The New Tax Law: What Does It Mean For Individual & Business Filers?

Changes Brought by the New Tax Law

At the start of 2018, a new tax reform act was brought into effect by the United States government. The reform brought changes to U.S. tax laws, and some tax filers may be left with questions. If this sounds like you, I’m here to help. I will explain what you need to know about the new tax laws before you file your taxes.

New Tax Brackets

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To start, let us discuss one of the biggest changes that this new tax laws bring along: new income tax brackets. For the previous year, tax brackets stood at 15%, 25%, 28%, 33%, 35%, and 39.6%. These brackets have now been lowered to 10%, 12%, 22%, 24%, 32%, 35%, and 37%, respectively.

Changes to Standard Deductions

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Standard deductions have also been changed as a result of the tax reform. This is the amount of money that you separate from your income so it will not be taxed. You can either go with the standard deduction, or you can itemize your deductions upon filing your taxes. With the new tax law, standard deductions have increased substantially.

To show an example, single filers originally had a deduction of $6,350, but this amount has now been raised to $12,000. To cut a long story short, standard deductions have almost doubled for most taxpayers following the passing of the new tax reform. With this change, many taxpayers may forgo itemizing deductions, since the standard deduction is substantially higher.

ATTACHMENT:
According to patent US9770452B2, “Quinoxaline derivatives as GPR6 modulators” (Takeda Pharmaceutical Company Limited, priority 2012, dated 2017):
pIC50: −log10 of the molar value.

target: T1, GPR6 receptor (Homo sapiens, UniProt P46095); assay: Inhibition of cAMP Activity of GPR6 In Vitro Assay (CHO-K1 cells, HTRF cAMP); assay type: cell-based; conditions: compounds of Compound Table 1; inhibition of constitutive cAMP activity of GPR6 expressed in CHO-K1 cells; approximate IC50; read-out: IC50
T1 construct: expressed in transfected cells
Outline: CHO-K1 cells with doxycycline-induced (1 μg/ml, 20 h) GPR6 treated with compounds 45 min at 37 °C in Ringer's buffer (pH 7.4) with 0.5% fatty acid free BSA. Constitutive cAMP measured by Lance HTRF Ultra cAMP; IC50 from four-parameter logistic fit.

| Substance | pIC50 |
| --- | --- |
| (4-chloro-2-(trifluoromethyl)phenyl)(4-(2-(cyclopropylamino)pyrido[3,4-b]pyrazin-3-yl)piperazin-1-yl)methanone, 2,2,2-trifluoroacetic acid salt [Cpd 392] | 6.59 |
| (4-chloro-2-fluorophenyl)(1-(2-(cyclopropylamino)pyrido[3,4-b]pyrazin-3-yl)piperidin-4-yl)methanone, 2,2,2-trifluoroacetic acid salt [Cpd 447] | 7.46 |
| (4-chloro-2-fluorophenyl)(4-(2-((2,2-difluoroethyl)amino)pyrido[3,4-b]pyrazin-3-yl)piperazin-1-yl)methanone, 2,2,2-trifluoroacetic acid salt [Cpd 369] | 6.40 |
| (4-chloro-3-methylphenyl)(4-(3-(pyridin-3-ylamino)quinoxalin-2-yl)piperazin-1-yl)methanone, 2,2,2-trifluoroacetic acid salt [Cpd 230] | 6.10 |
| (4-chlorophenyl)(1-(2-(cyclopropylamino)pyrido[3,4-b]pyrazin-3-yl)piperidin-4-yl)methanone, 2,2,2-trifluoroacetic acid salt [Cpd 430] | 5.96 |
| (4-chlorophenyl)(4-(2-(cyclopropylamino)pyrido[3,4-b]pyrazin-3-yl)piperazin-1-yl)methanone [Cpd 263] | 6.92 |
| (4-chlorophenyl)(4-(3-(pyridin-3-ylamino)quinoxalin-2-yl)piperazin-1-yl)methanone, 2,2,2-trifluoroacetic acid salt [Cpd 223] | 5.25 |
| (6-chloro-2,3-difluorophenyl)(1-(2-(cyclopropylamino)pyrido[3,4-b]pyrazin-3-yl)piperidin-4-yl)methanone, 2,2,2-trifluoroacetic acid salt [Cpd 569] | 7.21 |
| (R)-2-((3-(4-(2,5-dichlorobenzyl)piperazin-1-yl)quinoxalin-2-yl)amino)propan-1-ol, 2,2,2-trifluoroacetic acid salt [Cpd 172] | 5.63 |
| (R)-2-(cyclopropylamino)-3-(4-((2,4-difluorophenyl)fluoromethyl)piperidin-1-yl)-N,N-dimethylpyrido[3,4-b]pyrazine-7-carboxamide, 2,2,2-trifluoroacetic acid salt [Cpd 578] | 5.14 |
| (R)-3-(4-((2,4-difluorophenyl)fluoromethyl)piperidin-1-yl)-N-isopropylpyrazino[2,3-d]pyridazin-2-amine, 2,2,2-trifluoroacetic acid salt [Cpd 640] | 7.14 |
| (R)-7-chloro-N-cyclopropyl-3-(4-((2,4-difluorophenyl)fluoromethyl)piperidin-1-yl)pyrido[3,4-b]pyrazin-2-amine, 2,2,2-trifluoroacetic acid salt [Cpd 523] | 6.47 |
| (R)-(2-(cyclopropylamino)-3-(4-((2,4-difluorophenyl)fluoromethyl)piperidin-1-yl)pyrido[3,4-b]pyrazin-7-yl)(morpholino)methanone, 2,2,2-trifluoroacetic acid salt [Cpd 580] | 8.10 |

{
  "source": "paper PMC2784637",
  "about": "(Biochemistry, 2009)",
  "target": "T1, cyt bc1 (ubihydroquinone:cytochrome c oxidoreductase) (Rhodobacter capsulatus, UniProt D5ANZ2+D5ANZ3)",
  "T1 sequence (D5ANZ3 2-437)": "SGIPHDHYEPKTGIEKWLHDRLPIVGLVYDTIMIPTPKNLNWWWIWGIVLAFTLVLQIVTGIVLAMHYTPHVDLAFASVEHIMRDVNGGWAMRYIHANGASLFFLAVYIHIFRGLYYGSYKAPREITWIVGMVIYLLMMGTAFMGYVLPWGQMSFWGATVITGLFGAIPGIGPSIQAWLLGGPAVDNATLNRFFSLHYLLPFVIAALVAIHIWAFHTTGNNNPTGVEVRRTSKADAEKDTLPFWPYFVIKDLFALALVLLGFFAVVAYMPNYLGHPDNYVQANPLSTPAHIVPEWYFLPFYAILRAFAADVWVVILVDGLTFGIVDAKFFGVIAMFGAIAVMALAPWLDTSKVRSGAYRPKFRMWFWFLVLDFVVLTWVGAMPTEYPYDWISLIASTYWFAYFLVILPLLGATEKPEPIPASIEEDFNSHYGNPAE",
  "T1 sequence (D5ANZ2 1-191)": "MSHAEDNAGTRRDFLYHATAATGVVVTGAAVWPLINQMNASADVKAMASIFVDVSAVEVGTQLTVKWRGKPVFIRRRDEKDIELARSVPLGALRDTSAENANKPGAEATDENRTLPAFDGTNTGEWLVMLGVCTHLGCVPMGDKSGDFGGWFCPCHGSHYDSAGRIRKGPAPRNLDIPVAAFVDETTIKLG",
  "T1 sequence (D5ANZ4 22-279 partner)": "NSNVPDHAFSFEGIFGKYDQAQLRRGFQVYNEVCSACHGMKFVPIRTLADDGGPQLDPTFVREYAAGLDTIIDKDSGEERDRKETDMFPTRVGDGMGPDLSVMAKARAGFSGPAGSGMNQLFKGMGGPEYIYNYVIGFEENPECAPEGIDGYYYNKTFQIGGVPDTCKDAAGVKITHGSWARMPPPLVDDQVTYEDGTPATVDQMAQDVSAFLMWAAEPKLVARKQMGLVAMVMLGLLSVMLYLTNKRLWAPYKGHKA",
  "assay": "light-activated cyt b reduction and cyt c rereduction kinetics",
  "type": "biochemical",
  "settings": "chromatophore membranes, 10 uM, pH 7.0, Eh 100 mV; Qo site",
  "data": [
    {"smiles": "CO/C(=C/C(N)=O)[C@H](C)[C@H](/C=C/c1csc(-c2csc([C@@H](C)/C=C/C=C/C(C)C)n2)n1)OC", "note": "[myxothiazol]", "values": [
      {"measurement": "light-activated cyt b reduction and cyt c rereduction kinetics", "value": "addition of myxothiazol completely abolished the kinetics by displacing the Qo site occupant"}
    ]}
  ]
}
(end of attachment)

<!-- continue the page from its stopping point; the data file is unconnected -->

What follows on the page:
State & Local Tax (SALT) Deductions

Another important change I would like to discuss with you deals with state and local tax deductions (or SALT). With these deductions, taxpayers could include state income taxes, as well as sales taxes during the process of itemizing deductions. Before there was no limit to this process, but with the new tax reform limitations have been put into place. The lack of a limit was beneficial to citizens in states with higher property taxes, like New Jersey. If you live in New Jersey, you may feel a substantial change.

Changes for Taxes Regarding Kids

Tax laws regarding children have also changed, and one of them deals with the child tax credit. For a quick refresher, child tax credit can help give a financial boost to parents raising children under the age of 17. Before, parents would receive $1,000 per child, but with the new reform the credit has been doubled to $2,000. Up to $1,400 of this credit can qualify as refundable credit, so it can used as part of your tax refund.

The Importance of Financial Help

After filing returns, especially when clients see a friendly refund check, I am often asked about the importance of financial planning and consulting. I always advise clients to consider financial planning for their future. By working with an established financial advisor, you can effectively manage your income and increase capital over time.

I would like to recommend one particular financial planner. His name is Peter Grandich. Known as the “Wall Street Whiz Kid”, Peter was a well-known financial commentator before forming his own financial firm: Peter Grandich and Company. He is an extremely talented individual, and one that I respect greatly.

He specializes in retirement, business and estate planning, and since 1984 he has taught business owners, athletes, and individuals how to make better financial decisions. I recommend that you visit his website to learn more about how Peter Grandich and Company can work with you.